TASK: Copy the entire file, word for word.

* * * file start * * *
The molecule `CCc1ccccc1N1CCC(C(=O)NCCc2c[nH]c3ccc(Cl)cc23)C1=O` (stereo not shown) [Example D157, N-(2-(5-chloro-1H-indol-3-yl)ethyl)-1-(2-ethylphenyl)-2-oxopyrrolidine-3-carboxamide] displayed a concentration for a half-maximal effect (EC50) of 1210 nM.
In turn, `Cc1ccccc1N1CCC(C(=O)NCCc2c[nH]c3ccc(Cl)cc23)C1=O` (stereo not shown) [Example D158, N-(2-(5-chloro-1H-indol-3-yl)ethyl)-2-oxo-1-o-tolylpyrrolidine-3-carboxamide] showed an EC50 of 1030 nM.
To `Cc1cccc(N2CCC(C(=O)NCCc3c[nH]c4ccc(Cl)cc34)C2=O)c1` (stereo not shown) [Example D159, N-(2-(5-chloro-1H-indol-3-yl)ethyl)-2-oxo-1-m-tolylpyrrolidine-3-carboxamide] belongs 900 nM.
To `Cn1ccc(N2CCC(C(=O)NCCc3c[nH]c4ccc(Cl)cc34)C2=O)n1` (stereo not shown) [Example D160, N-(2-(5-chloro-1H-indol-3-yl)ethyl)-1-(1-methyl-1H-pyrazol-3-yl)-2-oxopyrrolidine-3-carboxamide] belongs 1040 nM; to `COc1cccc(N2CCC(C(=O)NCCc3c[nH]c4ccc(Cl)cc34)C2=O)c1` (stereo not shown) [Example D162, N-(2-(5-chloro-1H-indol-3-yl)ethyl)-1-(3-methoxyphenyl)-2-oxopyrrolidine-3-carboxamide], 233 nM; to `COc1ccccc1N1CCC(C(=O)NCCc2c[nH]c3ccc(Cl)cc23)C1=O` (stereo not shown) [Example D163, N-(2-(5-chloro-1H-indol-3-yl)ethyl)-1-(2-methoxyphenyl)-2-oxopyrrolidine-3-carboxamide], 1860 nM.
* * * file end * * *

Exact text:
The molecule `CCc1ccccc1N1CCC(C(=O)NCCc2c[nH]c3ccc(Cl)cc23)C1=O` (stereo not shown) [Example D157, N-(2-(5-chloro-1H-indol-3-yl)ethyl)-1-(2-ethylphenyl)-2-oxopyrrolidine-3-carboxamide] displayed a concentration for a half-maximal effect (EC50) of 1210 nM.
In turn, `Cc1ccccc1N1CCC(C(=O)NCCc2c[nH]c3ccc(Cl)cc23)C1=O` (stereo not shown) [Example D158, N-(2-(5-chloro-1H-indol-3-yl)ethyl)-2-oxo-1-o-tolylpyrrolidine-3-carboxamide] showed an EC50 of 1030 nM.
To `Cc1cccc(N2CCC(C(=O)NCCc3c[nH]c4ccc(Cl)cc34)C2=O)c1` (stereo not shown) [Example D159, N-(2-(5-chloro-1H-indol-3-yl)ethyl)-2-oxo-1-m-tolylpyrrolidine-3-carboxamide] belongs 900 nM.
To `Cn1ccc(N2CCC(C(=O)NCCc3c[nH]c4ccc(Cl)cc34)C2=O)n1` (stereo not shown) [Example D160, N-(2-(5-chloro-1H-indol-3-yl)ethyl)-1-(1-methyl-1H-pyrazol-3-yl)-2-oxopyrrolidine-3-carboxamide] belongs 1040 nM; to `COc1cccc(N2CCC(C(=O)NCCc3c[nH]c4ccc(Cl)cc34)C2=O)c1` (stereo not shown) [Example D162, N-(2-(5-chloro-1H-indol-3-yl)ethyl)-1-(3-methoxyphenyl)-2-oxopyrrolidine-3-carboxamide], 233 nM; to `COc1ccccc1N1CCC(C(=O)NCCc2c[nH]c3ccc(Cl)cc23)C1=O` (stereo not shown) [Example D163, N-(2-(5-chloro-1H-indol-3-yl)ethyl)-1-(2-methoxyphenyl)-2-oxopyrrolidine-3-carboxamide], 1860 nM.